Ascribing human characteristics to this feeling, calling it my Sumo, makes it easier for me to work my way through, explain to others, and offer a little empathy to my own self. When he comes to sit, I know it is time for a break. I may experience anxiety, discomfort, confinement, and even physical pain, but I can usually see the light on the other side. I actually feel protected and even find comfort in this depth of feeling. This is where I learn to trust myself.

The Sumo doesn’t move until I relax. Taking this time out gives me space to reflect, rest, regroup, evaluate new directions and perceived dangers that I might have intuitively picked up on, but not yet come to understand. When the Sumo gets up, shifts his weight from my chest, I feel a rush of resilience as the breath returns to my lungs. With a few strong beats, my heart plumps and fills with joy, and all these fresh resources incite my brain and body to action.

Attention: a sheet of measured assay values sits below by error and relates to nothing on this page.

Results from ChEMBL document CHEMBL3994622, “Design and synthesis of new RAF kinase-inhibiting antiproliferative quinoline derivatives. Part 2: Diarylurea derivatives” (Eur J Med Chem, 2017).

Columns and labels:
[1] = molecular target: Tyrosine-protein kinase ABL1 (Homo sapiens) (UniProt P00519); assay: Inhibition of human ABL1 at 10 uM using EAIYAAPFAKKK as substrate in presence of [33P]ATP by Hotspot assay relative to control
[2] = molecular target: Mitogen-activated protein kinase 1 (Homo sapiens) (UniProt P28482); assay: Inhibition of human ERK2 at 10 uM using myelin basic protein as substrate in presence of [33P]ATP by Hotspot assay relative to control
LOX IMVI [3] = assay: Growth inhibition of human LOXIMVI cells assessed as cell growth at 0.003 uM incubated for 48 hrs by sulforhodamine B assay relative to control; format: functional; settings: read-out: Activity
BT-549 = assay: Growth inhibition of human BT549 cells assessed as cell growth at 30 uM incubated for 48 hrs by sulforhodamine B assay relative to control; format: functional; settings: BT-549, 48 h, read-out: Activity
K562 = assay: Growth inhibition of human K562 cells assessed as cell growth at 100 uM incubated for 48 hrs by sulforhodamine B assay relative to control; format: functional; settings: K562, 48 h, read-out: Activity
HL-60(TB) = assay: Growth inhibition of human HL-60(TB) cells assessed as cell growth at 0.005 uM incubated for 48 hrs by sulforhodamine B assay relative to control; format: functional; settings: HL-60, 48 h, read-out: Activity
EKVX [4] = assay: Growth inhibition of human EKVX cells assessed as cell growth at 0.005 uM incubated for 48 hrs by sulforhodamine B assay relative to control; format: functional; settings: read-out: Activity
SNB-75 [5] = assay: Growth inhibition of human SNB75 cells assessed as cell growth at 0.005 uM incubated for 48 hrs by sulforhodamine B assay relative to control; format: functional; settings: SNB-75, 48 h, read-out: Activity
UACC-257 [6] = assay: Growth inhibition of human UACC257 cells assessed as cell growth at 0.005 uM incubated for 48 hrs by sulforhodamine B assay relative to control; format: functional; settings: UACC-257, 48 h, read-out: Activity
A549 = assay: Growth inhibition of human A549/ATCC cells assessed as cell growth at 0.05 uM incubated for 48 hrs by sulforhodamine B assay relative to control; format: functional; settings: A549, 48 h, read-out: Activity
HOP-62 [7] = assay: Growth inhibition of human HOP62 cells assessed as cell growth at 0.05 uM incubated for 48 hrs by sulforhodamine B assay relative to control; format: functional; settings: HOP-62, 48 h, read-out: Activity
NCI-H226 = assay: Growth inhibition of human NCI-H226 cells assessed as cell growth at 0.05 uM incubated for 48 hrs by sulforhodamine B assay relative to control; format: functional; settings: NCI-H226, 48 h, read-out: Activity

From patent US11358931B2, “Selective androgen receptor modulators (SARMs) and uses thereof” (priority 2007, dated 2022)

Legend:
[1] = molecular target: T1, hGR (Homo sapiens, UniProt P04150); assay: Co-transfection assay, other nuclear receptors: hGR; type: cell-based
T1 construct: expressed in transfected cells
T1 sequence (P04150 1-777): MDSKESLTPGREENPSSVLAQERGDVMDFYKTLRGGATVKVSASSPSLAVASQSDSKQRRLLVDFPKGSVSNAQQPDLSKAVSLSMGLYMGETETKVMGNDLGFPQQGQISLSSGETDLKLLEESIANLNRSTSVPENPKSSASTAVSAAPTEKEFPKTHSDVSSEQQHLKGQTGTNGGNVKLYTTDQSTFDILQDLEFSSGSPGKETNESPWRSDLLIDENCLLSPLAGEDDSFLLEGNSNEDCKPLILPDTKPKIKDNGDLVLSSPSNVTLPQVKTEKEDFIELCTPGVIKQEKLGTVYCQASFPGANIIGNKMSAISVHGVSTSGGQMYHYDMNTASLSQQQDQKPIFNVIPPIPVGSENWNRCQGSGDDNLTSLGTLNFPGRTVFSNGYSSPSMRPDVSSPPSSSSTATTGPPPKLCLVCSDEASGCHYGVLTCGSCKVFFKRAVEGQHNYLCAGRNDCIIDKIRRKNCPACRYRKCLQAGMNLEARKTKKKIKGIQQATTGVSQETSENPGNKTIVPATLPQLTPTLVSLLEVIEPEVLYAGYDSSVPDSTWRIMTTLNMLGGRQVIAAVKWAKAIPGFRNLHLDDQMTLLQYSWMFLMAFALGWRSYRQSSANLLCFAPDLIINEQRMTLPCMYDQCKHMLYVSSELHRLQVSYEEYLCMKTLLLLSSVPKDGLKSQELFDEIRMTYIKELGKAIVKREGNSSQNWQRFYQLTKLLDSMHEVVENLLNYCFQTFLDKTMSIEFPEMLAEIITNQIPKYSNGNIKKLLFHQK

So, the next time I yell “SUMO!”, you know what to do! DODGE, DIP, DIVE, DUCK, and DODGE! Just kidding! Be responsive and kind, give me a hug, try to be understanding, and send me to my room for some down time. Never tell me I’m overreacting, because I’m not. This is exactly how my nervous system is telling me to act. Trust that I will recover. I’m very strong and resilient, just affected. Later, take a moment to gently point out differences in how a non-HSP might see the situation. 

– Sarai Snyder – Boulder, Colorado

Thank you for your attention and patience as I attempt to share my experience as an HSP. I have found little relatable information for myself and those who share my life. This is an attempt to bring a smidge of clarity to the day-to-day. I would greatly appreciate your feedback and questions, especially you, my dear friends who know me well and have watched my progression in learning to understand how I fit into the world a little better.